Pay Your Staff Well Or Someone Else Will

Photo by klynsis
02.28.2013By

Photo by klynsis

Quick! What do you think when you see the words “nonprofit?”

Idealism? Humanitarianism? Visionaries who make the world a better place? Yes!

Also, lack of business savvy (that whole “not for profit” thing), lack of budget, and lower pay . . . not so “yay.” And I’d respectfully submit, that those last two things tend to go together.

Here’s the thing. Nonprofits have to fundraise much harder in order to serve mission in the absence of profit—which I can’t stress enough, shouldn’t be confused with revenue, or poor pay.

You may not set up your nonprofit to mint money, but you do need to have a healthy business model that enables you to do more than just keep the lights on. You need to have a financial house that enables you to fulfill your mission, expand your services, and meet your goals.

Certainly, you need to have a business or fundraising model that’s financially healthy and robust enough that you can pay your staff well.Because if you don’t, if you skimp on salary or keep it down to the bare minimum, two things happen:

1) Your Staff Will Leave

First, you generally ensure that your staff will leave the second they get a better offer.

Think about it. It’s the rare nonprofit that doesn’t have staffers wearing multiple hats to begin with. Add to that poor pay? It’s a good way to set up your staff to burn out or get poached by others, including better funded nonprofits, especially in competitive markets like Washington D.C. (aka, nonprofit central). Because good work gets noticed fast in any industry. But worse, if you pay poorly, you get left with the people who can’t get a better offer. Enter the staffing turnover and dysfunction that comes with “you get what you pay for.”

2) You’ll Attract The Wrong People

Second, poor pay will attract the well-off who can afford to live on low wages. And the problem with that is equally obvious—you risk ending up with a self-selecting group of people who may have the connections to fundraise well, but might have to work much harder to see why their approach or worldview is incomprehensible to the people they seek to serve. My favorite example is of the lovely but slightly removed co-workers who didn’t understand that the new mom in the office couldn’t legally hire a nanny, who would make more than she did.

Really? Yes, really.

Nonprofits who do not pay their staff what they’re worth, or at the very least do not offer competitive compensation, will always worry about losing talent. And make no mistake about it, talent will cost you.

It’s one thing if your non-profit is literally getting off the ground. It’s entirely another if you’ve been around for a while and are seeing things stagnate or simply not grow in ways you want.

Take a good look at your pay structure. Have you appropriately budgeted for fundraising staff? For communications staff? For executive management? There is a reason those positions demand, and offer a good compensation package, or at least, staunch perks to supplement a slightly less generous financial offer (teleworking, flexible hours, and creative freedom come to mind).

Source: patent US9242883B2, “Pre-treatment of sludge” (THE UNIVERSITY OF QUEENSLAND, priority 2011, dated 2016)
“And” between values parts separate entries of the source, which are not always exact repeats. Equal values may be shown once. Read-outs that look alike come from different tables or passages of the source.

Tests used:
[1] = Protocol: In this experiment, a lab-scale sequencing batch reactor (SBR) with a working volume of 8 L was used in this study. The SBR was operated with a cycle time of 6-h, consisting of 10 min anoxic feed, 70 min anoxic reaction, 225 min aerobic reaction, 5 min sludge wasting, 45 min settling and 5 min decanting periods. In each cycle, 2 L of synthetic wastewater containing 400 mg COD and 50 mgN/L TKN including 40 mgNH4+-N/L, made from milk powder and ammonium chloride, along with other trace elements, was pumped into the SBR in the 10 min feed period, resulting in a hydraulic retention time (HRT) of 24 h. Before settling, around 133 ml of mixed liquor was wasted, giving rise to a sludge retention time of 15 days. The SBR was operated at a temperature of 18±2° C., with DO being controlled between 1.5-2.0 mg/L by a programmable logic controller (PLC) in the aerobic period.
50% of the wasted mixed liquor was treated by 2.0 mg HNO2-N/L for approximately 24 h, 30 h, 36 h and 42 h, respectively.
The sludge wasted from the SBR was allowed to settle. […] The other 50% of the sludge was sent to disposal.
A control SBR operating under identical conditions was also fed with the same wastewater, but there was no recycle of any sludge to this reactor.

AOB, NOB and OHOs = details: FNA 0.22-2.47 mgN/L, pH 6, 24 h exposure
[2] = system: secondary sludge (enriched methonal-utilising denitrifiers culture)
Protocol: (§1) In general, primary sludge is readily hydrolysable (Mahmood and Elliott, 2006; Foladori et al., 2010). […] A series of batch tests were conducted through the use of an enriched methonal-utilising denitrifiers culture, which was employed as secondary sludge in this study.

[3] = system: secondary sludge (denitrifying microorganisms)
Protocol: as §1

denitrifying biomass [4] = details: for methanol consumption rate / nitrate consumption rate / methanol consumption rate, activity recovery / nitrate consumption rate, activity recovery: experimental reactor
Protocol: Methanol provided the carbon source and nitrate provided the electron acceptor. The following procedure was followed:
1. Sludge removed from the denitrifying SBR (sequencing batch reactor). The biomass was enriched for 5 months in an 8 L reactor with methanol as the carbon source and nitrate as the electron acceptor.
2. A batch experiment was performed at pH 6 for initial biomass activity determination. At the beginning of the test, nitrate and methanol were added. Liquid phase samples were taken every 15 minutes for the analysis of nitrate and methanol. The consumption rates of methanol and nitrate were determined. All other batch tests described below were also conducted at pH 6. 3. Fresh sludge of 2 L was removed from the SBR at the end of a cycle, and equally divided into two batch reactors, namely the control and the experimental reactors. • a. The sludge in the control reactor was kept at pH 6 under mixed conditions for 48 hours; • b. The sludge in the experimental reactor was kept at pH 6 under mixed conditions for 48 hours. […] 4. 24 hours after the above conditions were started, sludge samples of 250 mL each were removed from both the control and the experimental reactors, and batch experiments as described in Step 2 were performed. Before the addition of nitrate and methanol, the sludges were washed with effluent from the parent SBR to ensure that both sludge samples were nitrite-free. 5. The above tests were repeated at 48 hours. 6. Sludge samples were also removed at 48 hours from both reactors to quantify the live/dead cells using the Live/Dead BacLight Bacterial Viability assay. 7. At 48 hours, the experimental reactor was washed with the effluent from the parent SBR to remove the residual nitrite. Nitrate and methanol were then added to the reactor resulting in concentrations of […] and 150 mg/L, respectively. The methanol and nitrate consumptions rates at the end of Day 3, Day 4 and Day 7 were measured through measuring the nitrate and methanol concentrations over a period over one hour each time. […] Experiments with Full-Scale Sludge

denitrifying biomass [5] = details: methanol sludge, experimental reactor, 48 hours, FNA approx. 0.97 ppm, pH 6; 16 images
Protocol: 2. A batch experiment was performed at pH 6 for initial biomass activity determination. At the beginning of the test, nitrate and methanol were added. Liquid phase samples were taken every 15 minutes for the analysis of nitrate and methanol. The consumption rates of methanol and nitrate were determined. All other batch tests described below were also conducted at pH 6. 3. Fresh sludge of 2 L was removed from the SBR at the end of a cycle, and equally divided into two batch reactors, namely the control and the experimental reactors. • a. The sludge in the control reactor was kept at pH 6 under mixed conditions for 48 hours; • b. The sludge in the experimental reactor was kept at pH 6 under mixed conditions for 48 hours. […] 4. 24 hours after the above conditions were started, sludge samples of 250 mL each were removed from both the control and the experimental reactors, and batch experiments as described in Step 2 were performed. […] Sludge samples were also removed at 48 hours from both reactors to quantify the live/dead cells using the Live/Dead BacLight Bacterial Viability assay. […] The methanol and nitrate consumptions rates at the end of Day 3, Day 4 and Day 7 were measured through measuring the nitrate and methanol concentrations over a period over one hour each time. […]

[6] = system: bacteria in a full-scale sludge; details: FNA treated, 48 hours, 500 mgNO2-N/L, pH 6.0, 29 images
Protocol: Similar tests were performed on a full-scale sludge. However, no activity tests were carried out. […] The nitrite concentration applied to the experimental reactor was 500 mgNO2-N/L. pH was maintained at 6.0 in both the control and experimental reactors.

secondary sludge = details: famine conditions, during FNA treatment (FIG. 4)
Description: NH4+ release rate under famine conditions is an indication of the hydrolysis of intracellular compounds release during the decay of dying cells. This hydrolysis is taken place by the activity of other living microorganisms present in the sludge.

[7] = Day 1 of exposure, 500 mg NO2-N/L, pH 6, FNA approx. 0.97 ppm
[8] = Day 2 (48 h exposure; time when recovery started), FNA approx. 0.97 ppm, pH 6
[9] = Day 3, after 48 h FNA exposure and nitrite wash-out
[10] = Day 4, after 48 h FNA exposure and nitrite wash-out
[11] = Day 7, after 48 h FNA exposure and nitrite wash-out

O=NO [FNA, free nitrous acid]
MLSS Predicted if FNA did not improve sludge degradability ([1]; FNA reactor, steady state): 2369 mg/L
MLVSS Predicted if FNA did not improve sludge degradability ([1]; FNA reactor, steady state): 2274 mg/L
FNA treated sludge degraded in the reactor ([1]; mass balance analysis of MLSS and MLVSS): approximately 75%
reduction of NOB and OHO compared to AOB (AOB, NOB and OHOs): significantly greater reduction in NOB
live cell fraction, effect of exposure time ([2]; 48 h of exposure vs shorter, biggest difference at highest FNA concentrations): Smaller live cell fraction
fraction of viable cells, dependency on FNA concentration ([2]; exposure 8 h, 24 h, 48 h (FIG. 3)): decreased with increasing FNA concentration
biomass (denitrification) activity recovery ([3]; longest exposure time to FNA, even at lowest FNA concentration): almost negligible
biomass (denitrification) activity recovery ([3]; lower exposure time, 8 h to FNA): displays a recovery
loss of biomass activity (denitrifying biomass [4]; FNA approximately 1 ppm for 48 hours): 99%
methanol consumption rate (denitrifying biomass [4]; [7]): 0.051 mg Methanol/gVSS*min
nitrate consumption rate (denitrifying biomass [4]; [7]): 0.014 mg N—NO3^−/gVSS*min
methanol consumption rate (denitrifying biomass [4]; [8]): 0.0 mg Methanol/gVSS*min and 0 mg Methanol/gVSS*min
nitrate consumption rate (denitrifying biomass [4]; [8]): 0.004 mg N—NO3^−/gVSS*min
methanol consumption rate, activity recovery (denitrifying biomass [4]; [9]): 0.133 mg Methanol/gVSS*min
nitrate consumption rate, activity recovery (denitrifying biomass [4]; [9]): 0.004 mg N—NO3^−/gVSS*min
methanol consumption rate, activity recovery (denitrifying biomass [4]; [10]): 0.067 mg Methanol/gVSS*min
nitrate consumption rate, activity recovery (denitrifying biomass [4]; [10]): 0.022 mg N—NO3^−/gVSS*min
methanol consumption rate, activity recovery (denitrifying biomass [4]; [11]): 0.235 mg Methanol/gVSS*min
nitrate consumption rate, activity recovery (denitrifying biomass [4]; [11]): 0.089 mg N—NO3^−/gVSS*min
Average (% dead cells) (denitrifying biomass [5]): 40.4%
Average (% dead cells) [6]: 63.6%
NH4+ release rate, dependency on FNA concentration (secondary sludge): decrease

So ask yourself—for better or for worse—are you getting what you pay for?

  • Peter Campbell

    I’ve been ranting about this for some time (see http://techcafeteria.com/blog/2009/08/05/compensating-for-chaos/). As a CIO, I look at this through a technology lens, and I see two major, recurring themes that aren’t spelled out in your post. One is the danger that people will stay at the job, but resent the situation. I think there are a lot of people at nonprofits who are caught up in the work and mission enough to justify staying at low wages, but they bring a little poison to work with them because they do feel undervalued and abused. That can have a detrimental effect on morale. More of a problem: turnover, and the common case where critical positions are empty more often than filled, along with the significant, multiple investments in onboarding. In IT, regularly changing the key technology person can result in huge instability for the systems, as each new hire will have their own approach. So what we see a lot at nonprofits are either long-term IT staff who are either uncommitted to the work or resentful of their status, and, in most cases, dangerously out of touch with the trends; or a revolving door that keeps systems from stabilizing and maturing. Big, common NPO problems.nnnWhat really annoys me? Nonprofits that base their salary structure strictly on what other nonprofits pay, as opposed to factoring that in along with the commercial market rates. If you want to know the average size of a house in your neighborhood, you don’t exclude the 80% that are taller than your own house and then say you have a neighborhood average.nnnMy case is that nonprofits don’t have to pay as much as for-profits. Personally, I consider the opportunity to do meaningful work a portion of my compensation. But it’s not 50% of what I’d be making elsewhere, or 30%, or 20%. If it’s more than 5%, it’s shaky, more than 10%, abusive and self-defeating. As much as I love serving good missions, I also love feeding my family and paying for my kid’s education.

    • sohini

      Peter – thank you so much for that comment! “I also love feeding my family…” Whodathunkit? 🙂 nnnAnd yes, there are probably several things not addressed in this post. Word limit…so please add your input. It’s a good conversation to have. nnnBest,nnnSohini.

  • We have this discussion going on in one of my LinkedIn groups all about how making a good wage and helping others are not mutually exclusive (even though many nonprofit leaders would like to think their work has more meaning because they’re being underpaid.) Great post!